Israel Crosses the Jordan & Conquest And Settlement

Hands OutI can understand why they would be afraid of You, I mean, everyone knows how powerful You are.

Heck, I’m afraid of You and I haven’t seen anything compared to what they’ve seen. 

I’m assuming that Joshua and them overtook Jericho, did they remember the deal they had with Joshua, or did they do like the butler did to Joseph? (Gen 40: 14 and 23)

Joshua got up early the next morning and they went to the Jordan River. He told them that when they see the ark of the covenant and the priests they are to follow, but stay 3,000 feet behind it.

1. Jordan River
Jordan River
The Joran river has the lowest elevation in the world.

It rises on the slopes of Mount Hermon, on the Syrian-Lebanese border, flows southward through northern Israel to the Sea of Galilee, and then divides Israel and the Israeli-occupied West Bank on the west from Jordan on the east before emptying into the Dead Sea at an elevation of about 1,312 feet (400 metrrs) below sea level.

The Jordan is more than 223 miles (360 km) in length, but, because its course is meandering, the actual distance between its source and the Dead Sea is less than 124 miles (200 km).

After 1948 the Jordan River marked the frontier between Israel and Jordan from a few miles south of the Sea of Galilee to the point where the Yābis River flows into it from the east (left) bank.

Since 1967, however, when Israeli forces occupied the West Bank (i.e., the territory on the west bank of the river south of its confluence with the Yābis), the Jordan has served as the cease-fire line as far south as the Dead Sea.

The river was called the Aulon by the Greeks and is sometimes called Al-Sharīʿah (“Watering Place”) by the Arabs. Christians, Jews, and Muslims alike revere the Jordan; it was in its waters that Jesus was baptized by St. John the Baptist.

The Jordan Valley is, in effect, a rift valley running north and south and forming part of the gigantic rift-valley system that extends from southern Turkey southward via the Red Sea and into East Africa.

The valley itself is a long and narrow trough averaging about 6 miles (10 km) in width.

Throughout its course the valley lies much lower than the surrounding landscape.

The valley walls are steep, sheer, and bare, and they are broken only by the gorges of tributary wadis (seasonal watercourses).

The Jordan River has three principal sources, all of which rise at the foot of Mount Hermon.

The longest of these is the Ḥāṣbānī, which rises in Lebanon, near Ḥāṣbayyā, at an elevation of 1,800 feet (550 metres).

From the east, in Syria, flows the Bāniyās River; between the two is the Dan, the waters of which are particularly fresh.

Just inside Israel, these three rivers join together in the Ḥula Valley.

The plain of the Ḥula Valley was formerly occupied by a lake and by marshes; in the 1950s, however, 15,000 acres (6,000 hectares) were drained to form agricultural land.

At the southern end of the valley, the Jordan has cut a gorge through a basaltic barrier.

 “And the LORD said unto Joshua, This day will I begin to magnify thee in the sight of all Israel, that they may know that, as I was with Moses, so I will be with thee.

And thou shalt command the priests that bear the ark of the covenant, saying, When ye are come to the brink of the water of Jordan, ye shall stand still in Jordan” (Josh 3:7-8).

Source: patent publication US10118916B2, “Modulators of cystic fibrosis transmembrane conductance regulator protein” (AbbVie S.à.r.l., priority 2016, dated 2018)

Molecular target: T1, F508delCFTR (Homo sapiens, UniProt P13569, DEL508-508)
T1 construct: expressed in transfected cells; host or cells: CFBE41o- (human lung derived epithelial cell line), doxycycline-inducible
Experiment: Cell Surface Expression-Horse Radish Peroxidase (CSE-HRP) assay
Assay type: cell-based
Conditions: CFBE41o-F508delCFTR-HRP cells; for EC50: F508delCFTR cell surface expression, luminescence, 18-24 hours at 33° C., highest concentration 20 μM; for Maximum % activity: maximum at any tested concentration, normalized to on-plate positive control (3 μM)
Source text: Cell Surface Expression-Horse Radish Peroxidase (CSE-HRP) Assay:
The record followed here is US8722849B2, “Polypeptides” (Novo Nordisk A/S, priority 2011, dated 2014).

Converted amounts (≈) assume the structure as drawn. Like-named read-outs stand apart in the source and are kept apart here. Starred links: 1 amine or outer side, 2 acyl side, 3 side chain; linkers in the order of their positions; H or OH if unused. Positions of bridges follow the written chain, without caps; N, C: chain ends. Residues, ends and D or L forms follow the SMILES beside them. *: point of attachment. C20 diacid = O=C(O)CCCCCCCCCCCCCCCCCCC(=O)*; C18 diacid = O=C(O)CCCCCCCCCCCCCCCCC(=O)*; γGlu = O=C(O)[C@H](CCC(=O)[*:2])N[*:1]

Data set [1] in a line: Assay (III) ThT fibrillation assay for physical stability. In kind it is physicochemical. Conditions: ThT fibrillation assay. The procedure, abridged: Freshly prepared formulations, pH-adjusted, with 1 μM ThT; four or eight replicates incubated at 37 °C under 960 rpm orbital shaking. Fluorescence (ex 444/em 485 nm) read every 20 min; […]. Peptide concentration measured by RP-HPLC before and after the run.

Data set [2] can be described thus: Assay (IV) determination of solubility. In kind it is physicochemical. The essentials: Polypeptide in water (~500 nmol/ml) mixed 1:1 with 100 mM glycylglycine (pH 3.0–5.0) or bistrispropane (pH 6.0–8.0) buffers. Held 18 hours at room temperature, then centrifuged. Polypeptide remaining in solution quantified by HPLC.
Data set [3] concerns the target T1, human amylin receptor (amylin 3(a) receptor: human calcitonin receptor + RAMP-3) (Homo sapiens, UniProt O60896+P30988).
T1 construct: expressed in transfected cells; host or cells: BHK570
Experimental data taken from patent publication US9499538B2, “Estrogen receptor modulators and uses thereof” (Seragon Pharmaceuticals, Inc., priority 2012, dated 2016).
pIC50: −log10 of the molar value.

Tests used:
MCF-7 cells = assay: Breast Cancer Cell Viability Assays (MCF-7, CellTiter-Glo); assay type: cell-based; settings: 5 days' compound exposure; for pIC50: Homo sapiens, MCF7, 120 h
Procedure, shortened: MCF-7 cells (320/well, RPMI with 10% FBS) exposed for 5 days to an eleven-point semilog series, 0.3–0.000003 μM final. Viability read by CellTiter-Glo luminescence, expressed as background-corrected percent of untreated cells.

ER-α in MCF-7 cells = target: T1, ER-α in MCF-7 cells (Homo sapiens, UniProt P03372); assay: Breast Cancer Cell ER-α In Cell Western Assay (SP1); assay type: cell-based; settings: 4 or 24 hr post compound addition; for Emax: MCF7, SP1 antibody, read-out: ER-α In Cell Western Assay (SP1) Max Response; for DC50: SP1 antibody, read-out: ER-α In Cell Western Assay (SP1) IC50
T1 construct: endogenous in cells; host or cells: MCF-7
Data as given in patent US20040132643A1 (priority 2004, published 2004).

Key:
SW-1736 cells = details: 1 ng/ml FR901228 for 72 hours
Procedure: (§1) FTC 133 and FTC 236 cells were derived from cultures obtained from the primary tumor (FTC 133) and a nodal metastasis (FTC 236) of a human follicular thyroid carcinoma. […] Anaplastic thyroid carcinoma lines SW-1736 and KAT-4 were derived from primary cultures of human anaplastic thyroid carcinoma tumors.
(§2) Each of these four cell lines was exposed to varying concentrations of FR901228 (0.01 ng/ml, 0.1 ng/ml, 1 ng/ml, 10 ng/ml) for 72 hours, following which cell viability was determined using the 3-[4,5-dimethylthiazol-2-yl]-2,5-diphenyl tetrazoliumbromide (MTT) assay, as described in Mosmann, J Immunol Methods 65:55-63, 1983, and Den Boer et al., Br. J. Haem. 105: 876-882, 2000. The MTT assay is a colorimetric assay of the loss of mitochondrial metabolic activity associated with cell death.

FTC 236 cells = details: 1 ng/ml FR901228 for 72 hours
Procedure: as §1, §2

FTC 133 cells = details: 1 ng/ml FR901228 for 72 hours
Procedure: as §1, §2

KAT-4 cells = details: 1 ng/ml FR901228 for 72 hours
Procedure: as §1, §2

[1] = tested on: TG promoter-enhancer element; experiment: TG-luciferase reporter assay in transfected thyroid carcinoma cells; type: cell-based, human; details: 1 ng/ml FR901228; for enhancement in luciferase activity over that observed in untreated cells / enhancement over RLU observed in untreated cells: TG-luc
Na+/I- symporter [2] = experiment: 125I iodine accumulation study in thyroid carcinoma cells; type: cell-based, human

When the priests stepped into the Jordan the water was stopped on two sides so there was a dry pathway for the Israelites to go through.

“And it came to pass, when all the people were clean passed over Jordan, that the LORD spake unto Joshua, saying,

Take you twelve men out of the people, out of every tribe a man,

And command ye them, saying, Take you hence out of the midst of Jordan, out of the place where the priests’ feet stood firm, twelve stones, and ye shall carry them over with you, and leave them in the lodging place, where ye shall lodge this night” (Josh 4:1-3).

Approximately 40,000 men were ready to fight.

“And those twelve stones, which they took out of Jordan, did Joshua pitch in Gilgal.

And he spake unto the children of Israel, saying, When your children shall ask their fathers in time to come, saying, What mean these stones?

2. Springs of Banias near Caesarea Phillipi
The Jordan
The Jordan River would rank right up there with the Nile, the Amazon, and the Mississippi.

It begins at the Springs of Banias near Caesarea Phillipi at the northern most tip ofIsrael.

Here, the crystal clear water of the melted snow from Mt. Hermon begins its descent of almost 10,000 feet in the distance of 156 miles, culminating as it empties into the Dead Sea.

Along the way, this river feeds the Sea of Galilee (Lake Tiberius) and provides the main source of water for Israel and some of neighboring Jordan.

Then ye shall let your children know, saying, Israel came over this Jordan on dry land.

For the LORD your God dried up the waters of Jordan from before you, until ye were passed over, as the LORD your God did to the Red sea, which he dried up from before us, until we were gone over:

That all the people of the earth might know the hand of the LORD, that it is mighty: that ye might fear the LORD your God forever” (Josh 4:20-24).

Conquest And Settlement

The death of Moses closed an important chapter in the life of Israel, but a new challenge lay before the people. 

Poised beyond the Jordan in the Plains of Moab, the tribes of Israel beheld the land promised to Abraham.  To claim their inheritance would not be easy; Canaan had a large, mixed population who would not yield territory willingly.  

The Canaanites lived in fortified cities along the coast and in the great valleys.  Amorites dwelt in the hill country, while the Amalekites roamed the Negeb (Num 13:29).